Back home in Massachusetts, farmers and backyard gardeners would be getting ready to put plants in the ground this weekend and next week. Mother’s Day was usually the “in the ground” marker. But, here at my new home in Jaroso, Colorado, nothing goes into the soil until June 1, so I am told. The season is short on both ends (June-Oct) for most food crops. Cold frames and hoops will be put into our beds and at my house this Fall to extend the season for kale, chard, and root veggies. Lettuce will be grown hydroponically (Kratky method) because I’ve had such success. And herbs, we’ll see. Container planting has had problems with aphids. (Where do they come from!)
Though I use recycled containers as much as possible, I had to figure out a way to do the hydroponics that was more efficient and space conscious. Dollar General Stores has a long plastic “window box” for $3. On clearance, they were $1.12. Score! You can see that once the lettuce were set as babies, they grew well. The only maintenance was to turn the container a couple of times a week and top off the water/fertilizer solution. These are Grandma Hadley lettuce and Salad Bowl, both heirloom thus smaller and more loose heads. I’ve harvested half the box on each of them. These varieties would grow well in containers with soil too, I imagine, due to their smaller size.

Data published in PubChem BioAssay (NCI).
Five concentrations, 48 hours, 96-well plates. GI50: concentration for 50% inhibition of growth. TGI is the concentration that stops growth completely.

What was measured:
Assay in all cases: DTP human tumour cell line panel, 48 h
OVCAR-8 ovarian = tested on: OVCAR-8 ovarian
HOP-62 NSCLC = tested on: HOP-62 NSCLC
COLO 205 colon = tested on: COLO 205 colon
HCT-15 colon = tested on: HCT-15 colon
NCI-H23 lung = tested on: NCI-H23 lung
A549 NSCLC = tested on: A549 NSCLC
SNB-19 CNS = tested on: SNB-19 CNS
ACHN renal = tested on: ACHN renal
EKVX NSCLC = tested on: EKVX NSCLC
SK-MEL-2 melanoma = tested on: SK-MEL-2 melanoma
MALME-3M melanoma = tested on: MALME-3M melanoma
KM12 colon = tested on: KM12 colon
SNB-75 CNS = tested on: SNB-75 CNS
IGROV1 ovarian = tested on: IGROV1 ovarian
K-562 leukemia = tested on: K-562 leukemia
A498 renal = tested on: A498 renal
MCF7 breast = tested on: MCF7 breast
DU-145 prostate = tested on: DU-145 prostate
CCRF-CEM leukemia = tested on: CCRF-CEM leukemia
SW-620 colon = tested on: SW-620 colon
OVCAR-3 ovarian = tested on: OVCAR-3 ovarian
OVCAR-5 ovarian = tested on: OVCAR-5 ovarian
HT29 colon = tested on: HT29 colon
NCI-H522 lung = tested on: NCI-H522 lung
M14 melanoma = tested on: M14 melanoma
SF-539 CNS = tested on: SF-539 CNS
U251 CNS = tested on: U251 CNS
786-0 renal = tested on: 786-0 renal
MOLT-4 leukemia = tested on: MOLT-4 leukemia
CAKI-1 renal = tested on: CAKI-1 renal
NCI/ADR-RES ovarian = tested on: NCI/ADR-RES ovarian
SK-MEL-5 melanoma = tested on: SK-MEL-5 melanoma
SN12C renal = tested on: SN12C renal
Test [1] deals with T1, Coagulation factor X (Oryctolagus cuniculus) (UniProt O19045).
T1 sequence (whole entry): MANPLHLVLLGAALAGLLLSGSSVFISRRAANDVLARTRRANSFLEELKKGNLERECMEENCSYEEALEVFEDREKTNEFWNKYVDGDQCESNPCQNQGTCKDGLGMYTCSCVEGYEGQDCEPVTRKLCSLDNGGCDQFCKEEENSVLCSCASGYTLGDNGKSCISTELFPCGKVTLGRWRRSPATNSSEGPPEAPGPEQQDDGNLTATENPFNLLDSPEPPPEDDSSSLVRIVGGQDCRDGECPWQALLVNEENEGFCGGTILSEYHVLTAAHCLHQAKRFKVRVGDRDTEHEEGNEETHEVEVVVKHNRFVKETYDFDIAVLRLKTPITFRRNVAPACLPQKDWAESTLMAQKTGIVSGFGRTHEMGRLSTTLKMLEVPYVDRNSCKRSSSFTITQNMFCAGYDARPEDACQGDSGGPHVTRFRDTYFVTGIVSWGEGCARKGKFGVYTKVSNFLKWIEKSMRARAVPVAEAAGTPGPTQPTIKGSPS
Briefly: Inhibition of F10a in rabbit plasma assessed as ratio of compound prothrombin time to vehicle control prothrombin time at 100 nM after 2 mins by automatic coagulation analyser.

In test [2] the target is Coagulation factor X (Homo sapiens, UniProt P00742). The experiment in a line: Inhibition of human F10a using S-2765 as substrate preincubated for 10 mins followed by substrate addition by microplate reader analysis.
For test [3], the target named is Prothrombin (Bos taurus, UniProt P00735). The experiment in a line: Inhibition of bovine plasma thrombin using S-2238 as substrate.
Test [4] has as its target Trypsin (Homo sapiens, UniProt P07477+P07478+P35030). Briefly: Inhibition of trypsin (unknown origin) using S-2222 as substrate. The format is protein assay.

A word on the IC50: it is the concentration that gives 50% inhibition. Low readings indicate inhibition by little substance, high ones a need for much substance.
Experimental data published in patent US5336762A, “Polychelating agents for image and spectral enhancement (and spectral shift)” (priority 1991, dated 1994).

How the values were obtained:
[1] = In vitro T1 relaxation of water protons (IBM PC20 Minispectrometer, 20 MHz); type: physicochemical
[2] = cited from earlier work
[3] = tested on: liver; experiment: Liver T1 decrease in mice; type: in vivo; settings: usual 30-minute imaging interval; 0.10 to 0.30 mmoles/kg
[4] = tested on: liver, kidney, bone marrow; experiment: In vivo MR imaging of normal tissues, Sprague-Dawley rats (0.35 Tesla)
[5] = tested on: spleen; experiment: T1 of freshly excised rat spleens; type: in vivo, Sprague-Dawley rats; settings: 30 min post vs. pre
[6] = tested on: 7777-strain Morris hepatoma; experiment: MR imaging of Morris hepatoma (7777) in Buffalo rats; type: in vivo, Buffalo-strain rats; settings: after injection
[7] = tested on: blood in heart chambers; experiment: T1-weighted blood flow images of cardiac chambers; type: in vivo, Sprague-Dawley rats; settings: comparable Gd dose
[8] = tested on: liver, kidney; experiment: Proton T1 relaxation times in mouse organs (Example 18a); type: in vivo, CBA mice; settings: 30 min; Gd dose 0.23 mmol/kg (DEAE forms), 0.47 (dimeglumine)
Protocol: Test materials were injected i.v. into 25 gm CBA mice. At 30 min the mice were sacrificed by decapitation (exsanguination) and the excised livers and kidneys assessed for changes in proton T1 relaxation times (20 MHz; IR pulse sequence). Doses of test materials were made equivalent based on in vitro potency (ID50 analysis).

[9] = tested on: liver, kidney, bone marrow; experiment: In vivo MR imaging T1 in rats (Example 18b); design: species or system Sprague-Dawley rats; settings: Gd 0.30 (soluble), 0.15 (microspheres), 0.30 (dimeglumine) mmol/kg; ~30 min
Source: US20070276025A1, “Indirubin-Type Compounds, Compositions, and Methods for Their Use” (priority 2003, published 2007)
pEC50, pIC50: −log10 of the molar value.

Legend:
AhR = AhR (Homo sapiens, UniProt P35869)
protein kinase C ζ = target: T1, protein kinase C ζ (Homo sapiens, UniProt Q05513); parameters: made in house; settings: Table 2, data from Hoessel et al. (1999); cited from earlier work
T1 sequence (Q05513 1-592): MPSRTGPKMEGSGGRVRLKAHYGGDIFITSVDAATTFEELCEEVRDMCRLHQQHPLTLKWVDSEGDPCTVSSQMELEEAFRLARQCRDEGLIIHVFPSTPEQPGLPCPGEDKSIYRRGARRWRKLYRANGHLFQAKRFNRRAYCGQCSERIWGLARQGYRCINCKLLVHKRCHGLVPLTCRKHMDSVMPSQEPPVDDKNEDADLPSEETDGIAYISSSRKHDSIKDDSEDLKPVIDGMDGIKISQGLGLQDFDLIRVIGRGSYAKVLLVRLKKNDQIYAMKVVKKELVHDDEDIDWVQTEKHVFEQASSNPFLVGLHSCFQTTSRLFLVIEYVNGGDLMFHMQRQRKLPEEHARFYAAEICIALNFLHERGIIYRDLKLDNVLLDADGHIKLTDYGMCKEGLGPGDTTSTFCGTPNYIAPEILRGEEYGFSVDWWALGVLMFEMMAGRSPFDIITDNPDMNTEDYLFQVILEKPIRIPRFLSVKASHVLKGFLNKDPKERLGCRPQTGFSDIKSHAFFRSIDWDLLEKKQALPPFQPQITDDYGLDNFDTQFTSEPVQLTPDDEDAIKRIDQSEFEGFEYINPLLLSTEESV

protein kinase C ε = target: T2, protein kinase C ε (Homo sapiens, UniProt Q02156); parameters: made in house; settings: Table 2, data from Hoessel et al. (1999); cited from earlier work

The experiment with tomato and tomatillo plants started in February as shown me a lot. The flowers have been pollinated with a feather through the indoor months. Fruit is on the vine and slowly ripening. These plants have had to be brought outside each day for a few hours because the path of the sun rose higher as the days have lengthened. Therefore, the sunlight no longer comes directly in the window. This has been labor intensive, no doubt, and has required help from my friend and neighbor, Jane. The primary lesson is that yes, it worked, but next time a container variety will be the way to go. These are four variety of heirloom (grape, cherry, green zebra, and a red/green full size), but they are full size plants. Same for the tomatillos. New babies are started for June outdoor planting.
All in all, this indoor gardening experiment has been fun. Eating fresh picked lettuce, chard, and some herbs through the Feb., March, and April was delightful. The produce tasted amazing, and the lettuce still does. The two golden cherry tomatoes that have ripened have been like candy. This will definitely be done again, with slight moderations. And, yes, research is being done for a green house appropriate for this climate and altitude. I’ll be talking to a local organic farmer soon. He’s full out with his own work right now.